Understanding women's health: the effects of the menstrual cycle on sleep

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    Dr Jo Bower, School of Psychology, answers questions on her research into the effects of the menstrual cycle on sleep and emotion.

    Briefly, how does the menstrual cycle affect sleep?

    Sleep changes are often found in the perimenstrual phase (i.e. in the days leading up to and during menstruation). Previous research has found that during this time, sleep quality declines and sleep disturbances increase. The reasons for this remain under-explored, but may include hormonal changes, such as a rise in progesterone which increases our core body temperature. However, much of the previous work has been done in older women, or those who experience severe pre-menstrual symptoms. Our study assessed healthy women aged 18 –35 and tracked their sleep and emotions over two full menstrual cycles. We found that during the peri-menstrual phase, women were awake for up to 15 minutes longer during the night and reported feeling sleepier in the daytime. They also had reduced sleep efficiency (i.e. the proportion of time spent in bed asleep was lower). 

    Psychologically, how does a lack of sleep affect us?

    "We found that sleep loss was particularly detrimental for positive emotions, which show a large decline in response to lack of sleep."

    Lack of sleep affects every aspect of our daytime psychological functioning, including our memory, attention, and our reaction times. However, it has the strongest effect on our mood and emotional responses. In our recent meta-analysis, we found that sleep loss was particularly detrimental for positive emotions, which show a large decline in response to lack of sleep. Conversely, negative emotions show smaller changes, but are still affected by lack of sleep. In the current study, lack of sleep interacted with menstrual phase, so that if women experienced poor sleep in the perimenstrual phase, they also experience a small reduction in positive emotions. This was interesting because positive emotions didn’t generally change for our participants across the menstrual cycle, except when sleep loss was present in the perimenstrual phase.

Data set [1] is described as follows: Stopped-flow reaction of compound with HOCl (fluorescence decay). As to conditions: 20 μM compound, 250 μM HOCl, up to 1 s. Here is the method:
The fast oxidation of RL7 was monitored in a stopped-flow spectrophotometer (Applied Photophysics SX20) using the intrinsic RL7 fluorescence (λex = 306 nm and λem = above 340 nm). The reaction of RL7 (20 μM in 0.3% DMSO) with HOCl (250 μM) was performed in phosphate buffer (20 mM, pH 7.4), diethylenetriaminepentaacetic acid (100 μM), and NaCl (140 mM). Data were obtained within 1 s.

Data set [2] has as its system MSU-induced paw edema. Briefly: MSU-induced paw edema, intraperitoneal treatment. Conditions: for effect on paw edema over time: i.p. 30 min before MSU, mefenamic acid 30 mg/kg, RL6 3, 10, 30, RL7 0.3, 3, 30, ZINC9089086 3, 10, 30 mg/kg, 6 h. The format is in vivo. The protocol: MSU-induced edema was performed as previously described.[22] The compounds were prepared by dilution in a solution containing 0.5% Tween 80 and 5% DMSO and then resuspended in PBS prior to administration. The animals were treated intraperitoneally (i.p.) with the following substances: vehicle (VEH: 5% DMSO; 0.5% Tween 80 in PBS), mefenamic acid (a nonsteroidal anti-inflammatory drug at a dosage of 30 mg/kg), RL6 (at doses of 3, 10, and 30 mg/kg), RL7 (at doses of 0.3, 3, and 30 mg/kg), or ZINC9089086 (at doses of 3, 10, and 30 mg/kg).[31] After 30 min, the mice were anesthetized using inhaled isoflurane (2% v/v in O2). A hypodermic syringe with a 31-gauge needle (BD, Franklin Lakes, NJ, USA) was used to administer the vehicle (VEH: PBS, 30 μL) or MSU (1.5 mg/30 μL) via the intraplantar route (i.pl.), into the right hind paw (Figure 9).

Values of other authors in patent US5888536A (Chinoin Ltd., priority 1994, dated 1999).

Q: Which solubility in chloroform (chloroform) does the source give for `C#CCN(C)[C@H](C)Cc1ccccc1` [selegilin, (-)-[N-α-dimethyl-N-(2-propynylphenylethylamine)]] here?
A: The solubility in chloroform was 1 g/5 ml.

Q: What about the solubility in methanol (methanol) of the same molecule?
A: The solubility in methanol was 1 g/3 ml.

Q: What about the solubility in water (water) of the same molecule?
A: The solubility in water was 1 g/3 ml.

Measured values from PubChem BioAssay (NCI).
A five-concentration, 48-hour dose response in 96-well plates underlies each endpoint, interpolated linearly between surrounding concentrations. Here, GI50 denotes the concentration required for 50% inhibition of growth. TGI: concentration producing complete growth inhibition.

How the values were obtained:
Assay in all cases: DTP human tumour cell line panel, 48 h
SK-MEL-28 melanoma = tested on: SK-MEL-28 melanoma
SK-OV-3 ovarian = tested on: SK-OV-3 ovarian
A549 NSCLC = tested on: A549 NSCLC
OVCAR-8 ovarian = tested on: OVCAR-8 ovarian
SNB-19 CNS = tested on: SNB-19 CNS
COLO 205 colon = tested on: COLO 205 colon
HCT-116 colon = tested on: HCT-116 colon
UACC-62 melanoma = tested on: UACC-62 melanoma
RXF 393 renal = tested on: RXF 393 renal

Why is it important that we understand the connection between the menstrual cycle and sleep?

    "Women also experience higher levels of mood disorders such as depression, which may be connected to the menstrual cycle, both directly, through changes in hormones, and indirectly via changes in sleep."

    Insomnia prevalence is higher in women, compared to men and the reasons for this remain unclear. However, these gender differences in prevalence only emerge following puberty, suggesting that the menstrual cycle may play a key role in perpetuating increased insomnia in women. Understanding the mechanisms which underpin this relationship is a crucial first step in identifying new interventions which may help women who experience insomnia and/or menstrual difficulties. Additionally, women also experience higher levels of mood disorders such as depression, which may be connected to the menstrual cycle, both directly, through changes in hormones, and indirectly via changes in sleep. Clarifying the relationship between the menstrual cycle and other aspects of health may lead to improved health benefits across of a range of domains for women.

    How could this research be further developed to reduce vulnerability to mood disorders?

    There are likely multiple direct and indirect associations between the menstrual cycle and vulnerability to mood disorders. However, we know that there is a strong association between sleep disruption and mood disorders, and that sleep problems often precede the onset of other mental health conditions. To explore these associations further, it would be interesting to replicate some of these findings experimentally – for example by assessing whether women are more vulnerable to sleep loss in specific menstrual phases by experimentally restricting sleep at different points in the menstrual cycle. It would also be useful to conduct longitudinal work, to track the changes in sleep and emotional health over time, in relation to the menstrual cycle. This may give us a clearer idea of how female hormonal changes map onto changes in sleep and emotional health.

     

    Read ‘Interaction of sleep and emotion across the menstrual cycle’ in full in the Journal of Sleep Research, and "Sleep Loss and Emotion: A Systematic Review and Meta-Analysis of Over 50 Years of Experimental Research" in Psychological Bulletin.

    Dr Jo Bower is interested in the interactions between sleep and emotional responding, and how these can influence our mental health and wellbeing. She is particularly interested in how these relationships change during adolescence and into adulthood, as adolescence is a period of significant neurobiological development, and is also a time when mental health problems often first emerge. Additionally, she is interested in factors that affect the sleep-emotion relationship, including the menstrual cycle, and how these relationships change during exposure to extreme environments.